Call for review of unaccountable institutions channelling public money into private sector projects in developing countries
Eurodad demands developing country-led investigation as Development Finance Institutions set to invest $100 billion in the private sector by 2015
Thursday 10th July 2014
Some of the world’s biggest public institutions which use billions of euros of public money to support private sector projects in developing countries are unaccountable, shadowy organisations that often favour Western-based companies and exclude the countries they are supposed to support from decision making, a report released today (Thursday July 10th) has found.A Private Affair
, published by the European Network on Debt and Development (Eurodad), is the result of two years of research into national and multilateral development finance institutions (DFIs), the International Finance Corporation (IFC) – the World Bank’s private sector lending arm – the private sector activities of the European Investment Bank (EIB) and institutions from European countries specially dedicated to support the private sector.
DFIs are fast becoming powerful actors financing development work. By 2015 the money going to the private sector from DFIs is expected to exceed $100 billion, which is equivalent to almost two thirds of official development assistance (ODA, or traditional ‘aid’).
Eurodad’s report finds that:
· Companies from wealthier nations have often received the lion’s share of contracts. Investments are sometimes routed through tax havens – which drain much-needed finance from developing countries.
· DFIs show minimal support for companies from low-income countries. For instance, only 25% of companies supported between 2006 and 2010 by the EU’s European Investment Bank (EIB) and the World Bank’s International Finance Corporation (IFC) were domiciled in low-income countries.
· Developing countries have virtually no say in how these institutions are run, or the decisions they make. At the World Bank’s IFC, for example, developing countries' voting power is still less than 30 per cent, with most other DFIs offering developing countries zero votes over decisions.
· The financial sector has been favoured by DFIs in recent years, receiving on average more than 50% of funding that has been allocated to the private sector, even though serious questions have been raised about the kind of development impact this will have.
· The basic premise of donors’ support for DFIs – to increasing Foreign investment in developing countries – is flawed, as foreign investment entails risks as well as rewards, and can cause serious macroeconomic problems.
· DFIs are extremely intransparent – far worse than other development organisations - with virtually no meaningful information available publically on their activities. Most have no mechanisms for affected communities to seek redress should they be badly affected by DFI projects.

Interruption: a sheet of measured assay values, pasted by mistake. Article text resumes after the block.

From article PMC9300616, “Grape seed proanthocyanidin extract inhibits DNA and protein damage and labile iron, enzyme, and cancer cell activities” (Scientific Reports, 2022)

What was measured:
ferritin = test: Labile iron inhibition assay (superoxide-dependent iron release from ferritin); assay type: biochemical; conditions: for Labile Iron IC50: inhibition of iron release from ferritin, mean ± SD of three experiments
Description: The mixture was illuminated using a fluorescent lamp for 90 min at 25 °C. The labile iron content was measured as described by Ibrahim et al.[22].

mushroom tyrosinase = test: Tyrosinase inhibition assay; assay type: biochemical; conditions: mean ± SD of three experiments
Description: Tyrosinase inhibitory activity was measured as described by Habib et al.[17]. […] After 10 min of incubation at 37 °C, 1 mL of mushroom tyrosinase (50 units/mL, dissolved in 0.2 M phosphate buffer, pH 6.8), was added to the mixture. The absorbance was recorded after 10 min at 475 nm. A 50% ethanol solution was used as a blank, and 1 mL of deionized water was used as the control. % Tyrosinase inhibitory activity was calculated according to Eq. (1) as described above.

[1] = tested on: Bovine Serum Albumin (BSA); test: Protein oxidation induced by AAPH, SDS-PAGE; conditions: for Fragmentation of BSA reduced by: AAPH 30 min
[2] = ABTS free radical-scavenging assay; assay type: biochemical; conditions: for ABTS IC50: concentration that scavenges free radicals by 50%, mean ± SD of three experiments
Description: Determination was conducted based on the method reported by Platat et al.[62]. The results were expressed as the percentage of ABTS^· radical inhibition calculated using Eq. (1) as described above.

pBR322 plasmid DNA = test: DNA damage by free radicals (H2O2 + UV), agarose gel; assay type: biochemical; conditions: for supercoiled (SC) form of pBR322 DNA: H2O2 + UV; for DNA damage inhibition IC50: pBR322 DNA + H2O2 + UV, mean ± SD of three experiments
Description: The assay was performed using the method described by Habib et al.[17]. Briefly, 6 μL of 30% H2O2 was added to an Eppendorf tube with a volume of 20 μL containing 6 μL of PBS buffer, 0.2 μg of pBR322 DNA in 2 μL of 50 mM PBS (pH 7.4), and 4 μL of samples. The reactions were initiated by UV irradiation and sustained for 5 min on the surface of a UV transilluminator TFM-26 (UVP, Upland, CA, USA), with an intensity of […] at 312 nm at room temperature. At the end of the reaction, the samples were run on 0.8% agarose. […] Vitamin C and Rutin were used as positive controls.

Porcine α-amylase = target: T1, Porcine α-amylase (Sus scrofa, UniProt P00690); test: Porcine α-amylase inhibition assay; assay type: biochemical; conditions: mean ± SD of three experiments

Recent examples of problematic investments by the IFC, for example, focused on Ghana and Jamaica and saw investments in Mövenpick ($26 million) and Marriot ($53 million), two multinational hotel corporations. These investments were justified by their potential to create jobs, but several actors have raised concerns in relation to their questionable development impact or need for public subsidy.
In Honduras, IFC’s direct investment in Dinant Corporation, a palm oil and food company, triggered a formal complaint from local communities about human rights abuses. A January 2014, a CAO audit report found that the IFC violated nearly all its performance standards by investing in Dinant, which has repeatedly been accused of involvement in the killing, kidnapping and forcible eviction of peasant farmers who lay claim to their land.
Maria Jose Romero, author of the report, said: “DFIs are not the right organisations to deliver on development goals, and their huge expansion is extremely worrying when so many questions about their operations remain. They are controlled by developed countries, with little input into strategies or governance from developing countries. Not only does this make them less likely to align their investments with national plans and needs, but also means they will always be likely to be influenced by the desire to support companies from their home country. In fact, several have this objective in their mandate, which can only divert attention from pure development objectives.”
“Now is the time for an independent review of their operations and structures – but this must be led by experts from the countries they are supposed to be helping.”
Eurodad recommends that a full review by developing countries should be carried out before DFI operations are increased any further. This should be carried out by a committee of independent experts from government, civil society organisations (CSOs) and the private sector in developing countries. This review should consider carefully the many concerns Eurodad and partners have consistently raised, including that:
· DFIs should align their investment decisions to developing countries’ priorities and national development plans.
· DFIs should demonstrate clear financial and development added value.
· DFIs should comply with the guidelines of responsible finance. Eurodad's Responsible Finance Charter can be found at www.eurodad.org. ENDS
For more information or to organise an interview please contact Julia Ravenscroft, Communications Manager at Eurodad, at firstname.lastname@example.org or on +32 2 893 0854.
To read this press release in Spanish, click here
.Notes to Editor:
· A Private Affair: Shining a light on the shadowy institutions giving public support to private companies and taking over the development agenda is the culmination of two years of research and four larger Eurodad reports. Those reports are: Private Profit for Public Good (2012), Cashing in on Climate Change (2012), A Dangerous Blend (2013) and Private Finance for Development Unravelled (2014).